CANBERRA, Australia — An independent Australian senator who is British by descent on Tuesday became the eighth lawmaker to leave Parliament in recent months over a 116-year-old constitutional ban on dual nationals running for office that threatens to bring down the government.
Jacqui Lambie tearfully resigned a day after the Senate set a Dec. 1 deadline for Australia-born senators to provide documented evidence that they had not inherited the citizenship of an immigrant parent or grandparent.
Lambie said the British Home Office advised her on Tuesday that her Scottish-born grandfather had not renounced his citizenship after migrating to Australia, making her and her father British.
“It is with great regret that I have to inform you that I had been found ineligible by way of dual citizenship,” Lambie told the Senate.
Prime Minister Malcolm Turnbull’s conservative coalition could lose two seats in by-elections next month after government lawmaker John Alexander resigned from Parliament last week because he had likely inherited British citizenship from his English-born father.
Kristina Keneally, a Las Vegas-born former New South Wales state premier, announced on Tuesday that she would run as a candidate for the opposition Labor Party against Alexander in a Dec. 16 by-election for his Sydney-based seat, having renounced her U.S. citizenship. Alexander must shed his British citizenship by then.
Australia is rare if not unique in the world in banning dual nationals from sitting in Parliament. Pressure is growing to reform the constitution amid the growing uncertainty over how many by-elections might result from the current crisis and which party might end up forming a government.
The eight lawmakers who have lost their jobs so far were dual citizens of Britain, Canada and New Zealand. Like Australia, those countries are members of the British Commonwealth and share a head of state, Queen Elizabeth II.
When the constitution came into effect t in 1901, decades before Australian citizenship existed, any British subject was entitled to stand for the Australian Parliament.
Suvendrini Perera, a professor of cultural studies at Curtin University, said the lawmakers snared by the dual citizenship ban indicated that “white people have a sense of entitlement” to stand for Parliament.
That entitlement was a “central assumption” when the constitution was drafted, she said.
An Iranian-born lawmaker spent 25,000 Australian dollars ($19,000) ridding himself of that nationality before he entered the Senate in 2013 because such multicultural political candidates “couldn’t assume that they were entitled,” Perera said.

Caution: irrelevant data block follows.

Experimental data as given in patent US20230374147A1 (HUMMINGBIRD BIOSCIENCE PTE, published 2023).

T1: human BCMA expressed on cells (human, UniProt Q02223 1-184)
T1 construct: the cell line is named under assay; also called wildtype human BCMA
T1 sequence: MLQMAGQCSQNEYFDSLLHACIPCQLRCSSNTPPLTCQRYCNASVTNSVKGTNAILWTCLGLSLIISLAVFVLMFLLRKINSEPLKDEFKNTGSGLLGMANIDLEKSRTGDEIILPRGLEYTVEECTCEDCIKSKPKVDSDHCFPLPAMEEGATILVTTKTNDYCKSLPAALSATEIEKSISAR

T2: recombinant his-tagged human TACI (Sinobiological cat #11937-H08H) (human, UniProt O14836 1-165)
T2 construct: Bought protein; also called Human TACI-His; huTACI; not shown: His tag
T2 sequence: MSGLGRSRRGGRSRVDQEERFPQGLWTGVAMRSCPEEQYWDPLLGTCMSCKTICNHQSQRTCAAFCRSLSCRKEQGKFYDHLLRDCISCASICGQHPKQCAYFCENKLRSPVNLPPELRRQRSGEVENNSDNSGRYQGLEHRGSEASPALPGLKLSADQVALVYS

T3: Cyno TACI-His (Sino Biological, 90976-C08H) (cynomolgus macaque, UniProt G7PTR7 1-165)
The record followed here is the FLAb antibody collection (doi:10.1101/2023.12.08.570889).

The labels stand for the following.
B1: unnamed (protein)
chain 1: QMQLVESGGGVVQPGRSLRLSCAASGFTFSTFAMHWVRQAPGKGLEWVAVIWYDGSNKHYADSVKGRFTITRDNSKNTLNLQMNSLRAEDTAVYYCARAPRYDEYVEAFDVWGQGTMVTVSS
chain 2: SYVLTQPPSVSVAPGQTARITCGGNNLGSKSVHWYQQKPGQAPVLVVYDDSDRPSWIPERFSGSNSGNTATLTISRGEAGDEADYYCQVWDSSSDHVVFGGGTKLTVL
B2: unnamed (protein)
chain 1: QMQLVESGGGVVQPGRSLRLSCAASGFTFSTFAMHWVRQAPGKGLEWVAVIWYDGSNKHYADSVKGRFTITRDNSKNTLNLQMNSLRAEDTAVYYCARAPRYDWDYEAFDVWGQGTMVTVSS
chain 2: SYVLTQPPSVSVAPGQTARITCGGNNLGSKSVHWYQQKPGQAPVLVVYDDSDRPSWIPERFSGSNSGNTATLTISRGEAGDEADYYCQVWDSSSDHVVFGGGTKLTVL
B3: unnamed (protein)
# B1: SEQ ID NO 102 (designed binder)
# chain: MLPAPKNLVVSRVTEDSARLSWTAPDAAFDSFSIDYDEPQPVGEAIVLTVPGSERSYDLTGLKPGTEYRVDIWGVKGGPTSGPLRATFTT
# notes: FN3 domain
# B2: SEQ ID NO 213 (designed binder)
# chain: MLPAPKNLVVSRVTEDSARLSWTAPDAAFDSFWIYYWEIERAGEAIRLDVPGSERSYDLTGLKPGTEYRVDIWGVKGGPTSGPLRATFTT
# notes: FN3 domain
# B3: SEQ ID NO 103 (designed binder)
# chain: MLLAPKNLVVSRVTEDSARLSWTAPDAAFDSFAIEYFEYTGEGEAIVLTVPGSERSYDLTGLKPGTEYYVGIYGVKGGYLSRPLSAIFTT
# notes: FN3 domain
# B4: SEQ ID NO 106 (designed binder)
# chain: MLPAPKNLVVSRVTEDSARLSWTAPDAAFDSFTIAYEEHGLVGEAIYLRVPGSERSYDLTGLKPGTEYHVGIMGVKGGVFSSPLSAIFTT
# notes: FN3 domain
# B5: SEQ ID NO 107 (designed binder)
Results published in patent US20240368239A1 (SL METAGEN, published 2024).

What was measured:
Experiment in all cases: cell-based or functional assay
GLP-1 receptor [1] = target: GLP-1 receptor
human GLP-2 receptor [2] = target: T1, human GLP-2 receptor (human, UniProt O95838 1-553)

The House of Representatives is expected to also set a deadline for its lawmakers to prove they are solely Australian when it next sits from Nov. 27.
Any lawmakers who remain under a cloud after declaring their citizenship status would be referred to the High Court to decide whether they were legally elected. A series of by-elections that could change the government could be scheduled for a single weekend early next year.
The High Court last month disqualified Deputy Prime Minister Barnaby Joyce because he had inherited the citizenship of his New Zealand-born father. He immediately renounced his New Zealand citizenship and will contest his seat in a Dec. 2 by-election.
The dual citizenship ban was a rare issue until recently, but the High Court last month disqualified five lawmakers, including Joyce, in a rejection of the government’s argument that ignorance of an inherited nationality was an acceptable excuse.
Senators are usually replaced from the same party without elections, but most crucial are the fates of lawmakers in the House of Representatives, where parties need a majority to form a government.
Before losing two seats, the government held a single-seat majority of 76 in the 150-seat chamber.
Many argue that the dual citizen ban is increasingly inappropriate for a migrant nation where half the population was born overseas or has an immigrant parent. But changing the constitution requires all registered voters to cast ballots in a referendum, which rarely succeeds.